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A brief guide to public involvement in funding applications


Published: 25 February 2020

Version: 1.0

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The RDS was replaced by the new NIHR Research Support Service (RSS) on 1 October 2023. If you are a new client, please visit the Research Support Service page to find out more. The RDS will continue to offer support to existing clients until March 2024.

More information on public involvement can be found in Briefing notes for researchers - public involvement in NHS, health and social care research.

The NIHR Research Design Service (RDS) supports researchers to develop and design high quality research proposals for submission to NIHR funding programmes and other open, national, peer-reviewed funding competitions for applied health or social care research.

RDS offers a confidential, free service to support researcher to develop a high quality research proposal. There are 10 regional RDS services across England supporting a broad range of people.

How the RDS can help

When you are applying for a research grant, the funding committee will look at how you have involved members of the public in developing your proposal and how you intend to involve them in your research study.

Talk to the RDS as early as possible and we will support you to involve members of the public in designing and planning your research.

Our public involvement advisers can contact you by phone, email or arrange to meet you. They will also be able to tell you
about other support on offer such as:

  • involvement funds to support public involvement in your application;
  • workshops on public involvement in research;
  • a review of your application by a panel of patients, carers and service users.

How you approach public involvement will be different in each project so contact us to discuss it. We will be happy to help.

The planning that takes place now is the foundation for public involvement throughout your research. If it is not properly thought through you risk not allocating enough time and money for public involvement in your research and a study that is not acceptable to the participants. Much of this guidance is relevant to public involvement activities throughout your study.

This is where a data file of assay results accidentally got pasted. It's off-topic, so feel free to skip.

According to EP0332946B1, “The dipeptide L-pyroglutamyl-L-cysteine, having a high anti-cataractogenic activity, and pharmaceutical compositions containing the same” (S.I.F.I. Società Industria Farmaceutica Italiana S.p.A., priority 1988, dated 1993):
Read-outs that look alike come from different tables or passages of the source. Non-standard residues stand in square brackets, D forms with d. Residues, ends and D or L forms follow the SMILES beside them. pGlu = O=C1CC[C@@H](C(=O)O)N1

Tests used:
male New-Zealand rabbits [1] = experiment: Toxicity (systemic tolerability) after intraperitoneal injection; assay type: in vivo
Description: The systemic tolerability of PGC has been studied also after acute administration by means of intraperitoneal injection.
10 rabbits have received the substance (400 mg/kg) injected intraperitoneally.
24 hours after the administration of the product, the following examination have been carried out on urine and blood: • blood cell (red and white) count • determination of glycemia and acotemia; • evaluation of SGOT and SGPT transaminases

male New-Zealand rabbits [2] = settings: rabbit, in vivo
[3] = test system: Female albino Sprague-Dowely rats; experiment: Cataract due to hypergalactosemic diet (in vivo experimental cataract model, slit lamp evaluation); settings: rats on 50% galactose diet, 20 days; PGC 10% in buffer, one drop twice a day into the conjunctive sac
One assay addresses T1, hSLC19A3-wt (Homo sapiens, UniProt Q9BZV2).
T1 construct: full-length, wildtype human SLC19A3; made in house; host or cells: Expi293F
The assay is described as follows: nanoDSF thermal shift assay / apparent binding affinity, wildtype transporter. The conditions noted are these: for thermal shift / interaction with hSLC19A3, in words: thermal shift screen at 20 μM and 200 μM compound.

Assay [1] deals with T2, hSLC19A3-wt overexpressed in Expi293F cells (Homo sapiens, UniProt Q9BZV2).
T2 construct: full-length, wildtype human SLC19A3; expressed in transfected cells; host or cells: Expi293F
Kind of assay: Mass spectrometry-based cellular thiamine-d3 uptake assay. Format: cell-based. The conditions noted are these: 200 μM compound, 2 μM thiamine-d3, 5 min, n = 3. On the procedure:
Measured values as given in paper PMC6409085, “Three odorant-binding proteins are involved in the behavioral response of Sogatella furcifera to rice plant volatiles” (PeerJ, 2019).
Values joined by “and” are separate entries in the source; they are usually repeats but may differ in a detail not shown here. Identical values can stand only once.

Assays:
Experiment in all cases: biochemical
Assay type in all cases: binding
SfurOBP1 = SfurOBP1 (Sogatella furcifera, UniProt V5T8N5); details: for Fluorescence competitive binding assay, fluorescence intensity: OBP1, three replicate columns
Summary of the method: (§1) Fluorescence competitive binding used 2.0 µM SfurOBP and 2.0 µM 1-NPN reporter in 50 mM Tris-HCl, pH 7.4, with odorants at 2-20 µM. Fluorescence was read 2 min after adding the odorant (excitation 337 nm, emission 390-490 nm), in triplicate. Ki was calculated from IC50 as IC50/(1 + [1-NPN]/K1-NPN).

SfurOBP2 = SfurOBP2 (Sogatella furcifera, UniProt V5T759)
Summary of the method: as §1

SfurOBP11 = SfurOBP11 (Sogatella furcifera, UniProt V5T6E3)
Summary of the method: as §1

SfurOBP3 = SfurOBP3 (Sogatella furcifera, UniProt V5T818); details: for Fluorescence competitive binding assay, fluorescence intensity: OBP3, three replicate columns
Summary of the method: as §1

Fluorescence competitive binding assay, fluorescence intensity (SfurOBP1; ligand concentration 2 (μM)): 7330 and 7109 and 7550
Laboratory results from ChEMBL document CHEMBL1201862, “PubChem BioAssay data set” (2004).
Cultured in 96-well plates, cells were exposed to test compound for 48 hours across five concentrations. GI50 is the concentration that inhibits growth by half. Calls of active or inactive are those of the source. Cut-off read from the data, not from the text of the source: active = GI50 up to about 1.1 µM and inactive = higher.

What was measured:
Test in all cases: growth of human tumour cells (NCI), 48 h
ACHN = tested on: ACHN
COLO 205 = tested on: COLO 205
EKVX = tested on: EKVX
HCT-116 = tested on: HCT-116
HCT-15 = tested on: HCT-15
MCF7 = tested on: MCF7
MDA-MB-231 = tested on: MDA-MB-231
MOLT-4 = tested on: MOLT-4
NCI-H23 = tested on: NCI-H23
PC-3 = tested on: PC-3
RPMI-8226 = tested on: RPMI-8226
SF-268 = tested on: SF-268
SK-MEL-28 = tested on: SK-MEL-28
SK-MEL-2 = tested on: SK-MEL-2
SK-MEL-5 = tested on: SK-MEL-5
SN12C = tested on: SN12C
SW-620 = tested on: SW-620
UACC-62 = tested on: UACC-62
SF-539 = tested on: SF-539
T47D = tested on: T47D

It takes time to establish relationships, to get beyond the superficial to really identify what’s important. It’s about having ongoing conversations and establishing a dialogue, not just emailing a draft and saying ‘What do you think about this?’

- Dr Kerry Joyce, Newcastle University, on involving patients in NIHR research on decision making about implantation of cardioverter defibrillators and deactivation during end of life care. 

What is public involvement in health and social care research?

Patient, carer and public involvement, engagement and participation can be fluid and flexible and the different approaches are often linked. Depending on the focus of your research, you might involve and engage with communities, groups, organisations, or individuals.

  • Involvement is where members of the public are actively involved in the design and conduct of research. For example, as co-applicants, as a member of the advisory group, or as part of the research team developing the materials, interviewing research participants, analysing the data, and/or disseminating the results.
  • Engagement is telling people about your research, why it is important, what it found out and the impact and implications of the results.
  • Participation is when members of the public take part in a research study

Public involvement is also different to qualitative research where you are collecting data from patients, service users and carers and finding out their views and opinions, as participants in the study. The distinction is particularly important as you would require ethical approval for participation in a study (see the ethical approval section).

Further information:

Who are the public?

Many terms are used to describe people involved in research; for example, lay people, people with lived experience, research advisers, consumers, patients, carers, service users and members of the public.

NIHR uses the term ‘public’ to describe the range of people who can be involved and we use that as a general term in this guide.

Ask the people you are involving how they would like to be identified.

Why is it important?

Public involvement is at the centre of NIHR health and social care research, and the public have a right to have a say in what and how publicly funded research is undertaken.

Involving people in your research can improve the quality of your research, by contributing different perspectives and experiences. As well as the impact it can have on your research, involving members of the public can impact those involved by empowering people and providing a route to influence change and improvement in issues that concern people the most (INVOLVE 2012).

All NIHR funding committees have members of the public reviewing public involvement in research applications. It is not only funding committees that will ask about your public involvement. The Health Research Authority (HRA) has published guidance for Research Ethics Committees on what to look for when reviewing public involvement in research ethics applications and top tips for researchers.

Standards for public involvement in research

The UK Standards for Public Involvement have been developed to improve the quality and consistency of public involvement in research.